Choosing a JavaScript Framework

February 28, 2018 ⏱️ 3 minute read

When I first dove deep into the world of front end web development, I was astonished at the immense amount of open-source frameworks and tool sets that were at my disposal. How was I to choose between learning Angular, Vue, or React? What about Ember or Backbone or any of the other lesser known Javascript frameworks? I decided to take a pragmatic approach and learn everything I could about vanilla JavaScript before building out anything beyond a “Hello World” with the hot new new.

By building out a front-end without a any libraries (and because I had built the backend myself), I was able to gain a deeper understanding of how user interfaces actually interact with server side code. Most importantly, I was able to really learn about modern HTML, CSS, and Javascript. I was free from the confusion of JSX, unconcerned with prop transformations, and unbothered by odd conditional syntaxes. I learned about data binding, how to use the fetch API, and how to access and mutate specific data from my database. Ignorant to the concept of state, I chained If checks to create workable navigation components and barely functional forms. Those were the good ol’ days…before I learned how to use Vue and React.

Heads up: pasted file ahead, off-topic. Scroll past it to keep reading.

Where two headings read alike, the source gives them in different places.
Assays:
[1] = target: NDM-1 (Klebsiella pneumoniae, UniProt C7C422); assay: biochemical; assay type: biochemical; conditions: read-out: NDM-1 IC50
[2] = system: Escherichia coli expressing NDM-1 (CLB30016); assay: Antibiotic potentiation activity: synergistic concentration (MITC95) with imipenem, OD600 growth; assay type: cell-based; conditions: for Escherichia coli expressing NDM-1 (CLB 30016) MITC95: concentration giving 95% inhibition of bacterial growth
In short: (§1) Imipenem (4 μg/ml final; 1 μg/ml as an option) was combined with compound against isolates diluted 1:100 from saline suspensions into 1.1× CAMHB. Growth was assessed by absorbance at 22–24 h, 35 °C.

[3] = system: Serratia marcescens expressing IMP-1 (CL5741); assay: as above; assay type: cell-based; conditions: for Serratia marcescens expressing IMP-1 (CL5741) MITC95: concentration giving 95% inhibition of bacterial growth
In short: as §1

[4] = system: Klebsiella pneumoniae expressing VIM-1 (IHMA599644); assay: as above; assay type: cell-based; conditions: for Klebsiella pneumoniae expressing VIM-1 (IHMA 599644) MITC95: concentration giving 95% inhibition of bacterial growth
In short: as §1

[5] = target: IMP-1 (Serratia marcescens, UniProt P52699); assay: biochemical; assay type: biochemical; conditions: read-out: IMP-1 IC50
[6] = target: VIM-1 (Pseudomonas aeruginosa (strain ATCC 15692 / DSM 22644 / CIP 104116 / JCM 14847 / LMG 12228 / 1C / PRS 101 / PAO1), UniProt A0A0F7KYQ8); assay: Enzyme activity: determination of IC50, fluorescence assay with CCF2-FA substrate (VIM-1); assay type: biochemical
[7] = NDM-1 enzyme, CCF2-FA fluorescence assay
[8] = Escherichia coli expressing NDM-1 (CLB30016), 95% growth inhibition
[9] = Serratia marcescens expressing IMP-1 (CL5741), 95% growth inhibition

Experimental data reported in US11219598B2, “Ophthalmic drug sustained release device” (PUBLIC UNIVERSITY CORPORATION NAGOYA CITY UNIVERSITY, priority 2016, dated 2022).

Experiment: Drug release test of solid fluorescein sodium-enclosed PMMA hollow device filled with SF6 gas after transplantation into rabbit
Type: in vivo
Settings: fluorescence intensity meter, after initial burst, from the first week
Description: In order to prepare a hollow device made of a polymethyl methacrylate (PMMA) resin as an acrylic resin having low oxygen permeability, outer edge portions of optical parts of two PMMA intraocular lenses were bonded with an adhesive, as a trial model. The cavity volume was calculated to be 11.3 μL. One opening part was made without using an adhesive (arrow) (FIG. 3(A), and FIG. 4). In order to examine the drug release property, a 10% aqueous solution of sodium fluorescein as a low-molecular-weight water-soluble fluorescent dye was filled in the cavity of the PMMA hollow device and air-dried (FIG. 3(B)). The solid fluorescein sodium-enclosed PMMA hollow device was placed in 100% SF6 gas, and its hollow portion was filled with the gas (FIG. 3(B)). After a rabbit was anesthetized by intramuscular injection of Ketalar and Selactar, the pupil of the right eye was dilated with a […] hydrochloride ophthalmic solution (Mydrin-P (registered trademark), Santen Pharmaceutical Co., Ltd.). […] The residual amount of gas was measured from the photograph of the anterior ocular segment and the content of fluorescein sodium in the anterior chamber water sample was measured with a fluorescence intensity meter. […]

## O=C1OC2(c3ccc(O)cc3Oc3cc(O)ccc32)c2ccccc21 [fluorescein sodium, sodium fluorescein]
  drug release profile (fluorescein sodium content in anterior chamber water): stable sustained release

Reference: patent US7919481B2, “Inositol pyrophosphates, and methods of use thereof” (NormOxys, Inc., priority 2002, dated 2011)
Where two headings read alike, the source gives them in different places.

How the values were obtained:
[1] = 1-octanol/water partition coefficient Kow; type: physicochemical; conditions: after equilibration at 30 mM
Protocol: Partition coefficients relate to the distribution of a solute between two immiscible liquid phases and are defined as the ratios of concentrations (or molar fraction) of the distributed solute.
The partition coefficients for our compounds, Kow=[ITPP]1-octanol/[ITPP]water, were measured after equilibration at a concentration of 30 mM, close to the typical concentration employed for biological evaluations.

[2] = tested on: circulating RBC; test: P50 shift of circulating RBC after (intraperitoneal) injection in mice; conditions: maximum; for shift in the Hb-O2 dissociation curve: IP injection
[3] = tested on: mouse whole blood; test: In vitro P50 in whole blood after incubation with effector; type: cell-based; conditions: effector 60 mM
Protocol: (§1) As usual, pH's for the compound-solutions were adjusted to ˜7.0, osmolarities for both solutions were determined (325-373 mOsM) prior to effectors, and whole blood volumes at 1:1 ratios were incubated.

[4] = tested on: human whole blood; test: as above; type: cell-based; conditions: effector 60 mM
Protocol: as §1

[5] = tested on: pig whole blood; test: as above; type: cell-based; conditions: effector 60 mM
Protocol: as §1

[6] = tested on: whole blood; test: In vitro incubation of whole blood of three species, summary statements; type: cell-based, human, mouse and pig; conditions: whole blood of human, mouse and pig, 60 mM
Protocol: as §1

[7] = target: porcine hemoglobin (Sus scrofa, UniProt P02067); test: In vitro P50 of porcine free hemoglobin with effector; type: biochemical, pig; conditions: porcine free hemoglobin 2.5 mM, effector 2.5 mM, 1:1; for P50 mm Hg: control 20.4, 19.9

While I’m glad I learned how to build UIs without a framework, it is unlikely that I will ever do it again for anything beyond a simple webpage. Professionally speaking, nearly all modern software shops rely on third party libraries to build applications. Furthermore, these frameworks are incredibly valuable and in using them, front-end development can be a real joy. I’d like to provide my insight on two of the most popular JavaScript frameworks, React and Vue.

I’ve been working with React lately, and because it has a greater market share and more job opportunities, I’ll begin there. React is the brainchild of Facebook, and as such, it is tailored to fit a set of needs that are unique to massive enterprise applications. I’m not the biggest fan of React for the following reasons: - JSX is unintuitive and sacrifices the native features available to modern HTML and CSS - As much as I love JS, using JavaScript for EVERYTHING is not ideal - Conditional syntax is not intuitive

I love Vue. First off, it is a community driven open source project not influenced by the needs of Facebook. I love the separation of template, JavaScript, and CSS within a single component file. It just makes sense. Vue’s documentation is also excellent and makes it easy to get started.


I am back to using React, and with the advent of hooks, I’m completely sold on a purely functional model of UI design. Hooking into state from a functional component is brilliant. I no longer need to write class based components or deal with various component life-cycle methods. The only drawback I have found is that the tooling is not quite up to speed with the pace of React’s improvement. React dev tools could use a refresh and I’m almost to the point of writing my own Atom plug-in full of juicy ES2017 React snippets.